In 2018, the World Economic Forum ranked cyberattacks as the third greatest global threat, with only extreme weather and natural disasters surpassing it. So how can we, as travelers, keep our data safe from hackers, phishing, and ransomware? Here are several steps you can take to keep your data private from potential threats while traveling abroad.
Get a burner
Personal phones these days contain nearly as much, or more, information as our personal computers do. If you can, leave the laptop at home and travel only with your phone, but even better, grab a burner. These would be the lower-end phones (or even laptops) that are cheap enough to purchase just for the trip, and most importantly, contain none of your personal data. You can also consider turning an old cellphone into a burner, using apps like Hushed and Burner, for calls, texts, and messaging. If you must take a laptop, check out Road Affair’s review of the best laptops for traveling. They talk you through some of the ideal ones by price, weight, storage and battery life (and even one at $225).
Back your data up to the cloud
If you have to bring your laptop, back your data up before you leave, remove it from your local drives, and access it only by logging into the cloud. Storing data in the cloud adds an extra layer of security, and will avoid potential threats to your data if your computer is lost or stolen.
Stay away from public wi-fi zones
These are the pop-up zones shown to you when you open wifi, at hotels, airports, and even some city centers. Data is most easily hacked into in these zones, from browsing activity to banking logins. To prevent this risk, there are several things you can do:
- Utilize a VPN (Virtual Private Network). VPNs encrypt your data automatically, and scramble your location, making your browsing nearly impossible to hack. When I’m on the road in Mexico, for instance, my VPN says my computer is in the US. (This, of course, comes in handy when I want to catch up a little Arrested Development on Netflix - without my VPN I’m only seeing those shows with licensing rights in Mexico.) And even the VPN services themselves don’t store data, so there’s no trace of the sites I’ve visited. We’re fans of NordVPN here at Travelous, and CNET also gave a good run-down of the best VPNs of 2019.
- Rent or buy a portable hotspot. Much more secure than public wifi, a portable hotspot can give you secured private wifi, to keep your data safer, and save you money along the way. Portable hotspots such as Skyroam will run you about $9/day, and avoid international roaming fees (and, use the link above for 10% off, using our Travelous discount).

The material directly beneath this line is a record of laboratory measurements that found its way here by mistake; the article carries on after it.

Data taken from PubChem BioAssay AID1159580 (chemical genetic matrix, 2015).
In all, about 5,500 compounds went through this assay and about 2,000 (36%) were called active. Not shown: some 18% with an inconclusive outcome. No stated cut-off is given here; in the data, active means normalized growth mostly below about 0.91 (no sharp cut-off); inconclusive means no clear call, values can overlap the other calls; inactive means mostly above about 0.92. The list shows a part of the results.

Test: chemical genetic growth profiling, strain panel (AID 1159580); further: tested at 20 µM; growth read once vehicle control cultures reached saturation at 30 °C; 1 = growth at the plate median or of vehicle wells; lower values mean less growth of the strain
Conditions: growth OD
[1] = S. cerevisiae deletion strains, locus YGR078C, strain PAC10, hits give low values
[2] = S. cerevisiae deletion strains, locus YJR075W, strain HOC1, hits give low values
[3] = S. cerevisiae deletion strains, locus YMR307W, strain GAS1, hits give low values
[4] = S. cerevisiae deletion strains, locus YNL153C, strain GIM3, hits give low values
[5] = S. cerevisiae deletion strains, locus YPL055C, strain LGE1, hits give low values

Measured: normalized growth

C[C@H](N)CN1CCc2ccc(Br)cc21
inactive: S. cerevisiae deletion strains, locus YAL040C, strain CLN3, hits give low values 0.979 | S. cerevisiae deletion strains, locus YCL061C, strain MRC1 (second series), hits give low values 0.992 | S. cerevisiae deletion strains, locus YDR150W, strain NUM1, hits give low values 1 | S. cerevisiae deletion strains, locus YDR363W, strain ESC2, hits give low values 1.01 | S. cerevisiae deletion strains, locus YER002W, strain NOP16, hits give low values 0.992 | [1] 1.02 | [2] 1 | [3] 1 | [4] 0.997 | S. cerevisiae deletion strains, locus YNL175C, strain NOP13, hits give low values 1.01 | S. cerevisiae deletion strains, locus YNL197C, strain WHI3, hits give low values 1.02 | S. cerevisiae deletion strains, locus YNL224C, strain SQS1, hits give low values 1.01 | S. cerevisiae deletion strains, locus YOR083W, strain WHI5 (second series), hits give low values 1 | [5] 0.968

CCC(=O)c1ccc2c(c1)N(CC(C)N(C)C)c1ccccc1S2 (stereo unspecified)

- Finally, stick to the HTTPs sites. The “S” here stands for “secure”, and these sites encrypt the data flowing between the client (you) and the server (your bank, for instance), keeping your transmissions hidden. HTTPs sites do a few things: They encrypt data. So, even if a hacker gets your data somewhere along the path to your bank, they wouldn’t have the key to decrypt. Secure sites authenticate your information, and hackers can’t trick your system into showing you a web page that isn’t the one you were aiming for; potentially opening you up to sharing your banking data with someone other than Wells Fargo.
Use the real thing
If you absolutely must use public wifi zones, make sure you use legitimate ones. Ask the cafe or hotel for the specific spelling of their wifi network, as hackers can try to create nearly identical ones, to trick you into logging into their network instead. For instance, you may be told to use the “Hotel Buenavista” wifi, but see a wifi titled “Hotel Buenavista free wifi”. If the hotel lobby staff didn’t tell you that exact name, avoid it. And, keep your browsing to the bare minimum, skip entering any sensitive data such as credit cards, into a site while on it.
Last but not least, turn off your wifi when it’s not in use. Keeping it open can allow potential hackers a window of access, again possibly allowing access to your data, even when you’re sleeping. Keep your system up to date. One way hackers can tap into your system is through vulnerabilities in operating systems and apps. Updating programs patches & holes make it harder for hackers to find a way in.